rubber-stamp the industry’s post-shutdown decommissioning activities
report, as currently drafted, this proposed regulation would abdicate the
NRC’s responsibility to ensure the safety of these plants,” the
senators wrote.

“This is more an absence of rulemaking than a rule that
will affirmatively guide plants and communities through the decommissioning
process.”

Daily Energy Insider 9th Aug 2018

https://dailyenergyinsider.com/news/14123-senators-express-concern-over-draft-nuclear-decommissioning-rule/

August 13, 2018 Posted by | politics, safety, USA | Leave a comment

Egypt going into a huge debt to Russia for building Dabaa nuclear plant

Middle East Monitor 10th Aug 2018 , Egypt will obtain a license to build the Dabaa nuclear plant by mid-2020,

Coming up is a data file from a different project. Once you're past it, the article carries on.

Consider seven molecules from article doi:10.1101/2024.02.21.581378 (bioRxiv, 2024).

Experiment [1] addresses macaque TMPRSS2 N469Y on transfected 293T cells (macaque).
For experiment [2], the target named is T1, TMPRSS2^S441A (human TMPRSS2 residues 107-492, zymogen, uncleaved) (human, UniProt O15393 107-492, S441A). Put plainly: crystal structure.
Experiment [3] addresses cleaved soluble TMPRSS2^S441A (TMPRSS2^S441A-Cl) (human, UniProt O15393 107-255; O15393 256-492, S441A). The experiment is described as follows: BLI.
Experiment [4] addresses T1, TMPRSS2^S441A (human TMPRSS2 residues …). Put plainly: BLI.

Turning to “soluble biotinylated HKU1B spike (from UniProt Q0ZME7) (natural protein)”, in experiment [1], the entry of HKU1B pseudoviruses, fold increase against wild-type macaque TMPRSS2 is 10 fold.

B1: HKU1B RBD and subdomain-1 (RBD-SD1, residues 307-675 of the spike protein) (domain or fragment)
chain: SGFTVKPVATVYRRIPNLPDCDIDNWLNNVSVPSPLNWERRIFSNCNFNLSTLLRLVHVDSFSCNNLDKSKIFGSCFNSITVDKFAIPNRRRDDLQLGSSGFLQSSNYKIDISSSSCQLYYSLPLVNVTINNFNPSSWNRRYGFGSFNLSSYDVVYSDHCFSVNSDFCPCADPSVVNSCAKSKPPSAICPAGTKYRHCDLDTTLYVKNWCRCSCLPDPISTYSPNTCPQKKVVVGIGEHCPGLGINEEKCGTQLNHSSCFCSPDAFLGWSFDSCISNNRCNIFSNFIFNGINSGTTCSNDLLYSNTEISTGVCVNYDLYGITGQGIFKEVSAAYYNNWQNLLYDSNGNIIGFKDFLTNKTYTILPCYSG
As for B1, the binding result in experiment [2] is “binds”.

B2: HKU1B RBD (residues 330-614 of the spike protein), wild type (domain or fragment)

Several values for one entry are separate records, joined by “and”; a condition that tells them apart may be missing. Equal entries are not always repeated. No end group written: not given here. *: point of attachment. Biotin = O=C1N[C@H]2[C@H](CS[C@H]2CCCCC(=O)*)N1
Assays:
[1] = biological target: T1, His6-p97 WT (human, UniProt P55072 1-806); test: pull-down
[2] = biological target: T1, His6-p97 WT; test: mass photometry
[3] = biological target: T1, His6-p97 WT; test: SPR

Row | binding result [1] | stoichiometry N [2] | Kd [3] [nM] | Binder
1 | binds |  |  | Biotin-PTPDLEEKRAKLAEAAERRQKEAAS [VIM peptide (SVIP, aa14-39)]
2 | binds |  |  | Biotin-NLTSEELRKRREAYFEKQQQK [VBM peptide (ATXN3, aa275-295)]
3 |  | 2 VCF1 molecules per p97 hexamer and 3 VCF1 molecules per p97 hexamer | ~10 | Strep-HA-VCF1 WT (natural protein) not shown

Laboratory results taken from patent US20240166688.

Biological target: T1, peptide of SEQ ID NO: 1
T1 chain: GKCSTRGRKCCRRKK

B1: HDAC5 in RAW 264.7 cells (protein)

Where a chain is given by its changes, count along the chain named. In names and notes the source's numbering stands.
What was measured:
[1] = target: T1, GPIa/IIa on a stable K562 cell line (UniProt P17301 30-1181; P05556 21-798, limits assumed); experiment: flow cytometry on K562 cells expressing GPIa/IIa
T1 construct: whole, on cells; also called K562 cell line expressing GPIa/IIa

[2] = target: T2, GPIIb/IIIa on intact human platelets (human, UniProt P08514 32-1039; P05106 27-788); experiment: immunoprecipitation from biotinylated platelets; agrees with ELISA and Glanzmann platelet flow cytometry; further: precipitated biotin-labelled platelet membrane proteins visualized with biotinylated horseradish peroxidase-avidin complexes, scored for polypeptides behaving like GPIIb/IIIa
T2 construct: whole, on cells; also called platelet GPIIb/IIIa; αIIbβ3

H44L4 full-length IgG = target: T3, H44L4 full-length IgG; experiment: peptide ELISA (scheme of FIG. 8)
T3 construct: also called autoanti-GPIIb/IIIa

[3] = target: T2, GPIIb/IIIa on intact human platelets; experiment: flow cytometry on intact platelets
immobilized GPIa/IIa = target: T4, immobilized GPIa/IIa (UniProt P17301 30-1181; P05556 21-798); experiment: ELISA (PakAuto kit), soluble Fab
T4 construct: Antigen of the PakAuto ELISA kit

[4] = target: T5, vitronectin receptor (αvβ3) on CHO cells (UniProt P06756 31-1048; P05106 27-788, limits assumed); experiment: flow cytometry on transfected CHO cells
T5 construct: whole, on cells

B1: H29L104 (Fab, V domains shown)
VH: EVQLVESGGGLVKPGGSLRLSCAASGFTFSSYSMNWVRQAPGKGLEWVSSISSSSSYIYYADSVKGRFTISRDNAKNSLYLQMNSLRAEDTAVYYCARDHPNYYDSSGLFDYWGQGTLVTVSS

the Russian deputy minister of industry and trade said. Georgy Kalamanov
added that Russian experts are currently completing designing the nuclear
plant and surveying the area where it will be built.

In 2015, Russia andEgypt signed a deal which would see Russia build Egypt’s first nuclear
power plant in the Dabaa area, located on Egypt’s northwestern coast.
Under the terms of the agreement, Cairo would access a loan for the project
from Moscow. In 2016, the Egyptian official Gazette reported that the loan
would amount to $25 billion, which would finance 85 per cent of the cost of
contracts signed for the plant’s construction. The loan repayment period
is 35 years. Egypt will finance the remaining 15 per cent.
https://www.middleeastmonitor.com/20180810-russia-egypt-to-begin-building-nuclear-reactor-in-2020/

August 13, 2018 Posted by | Egypt, marketing, politics international, Russia | Leave a comment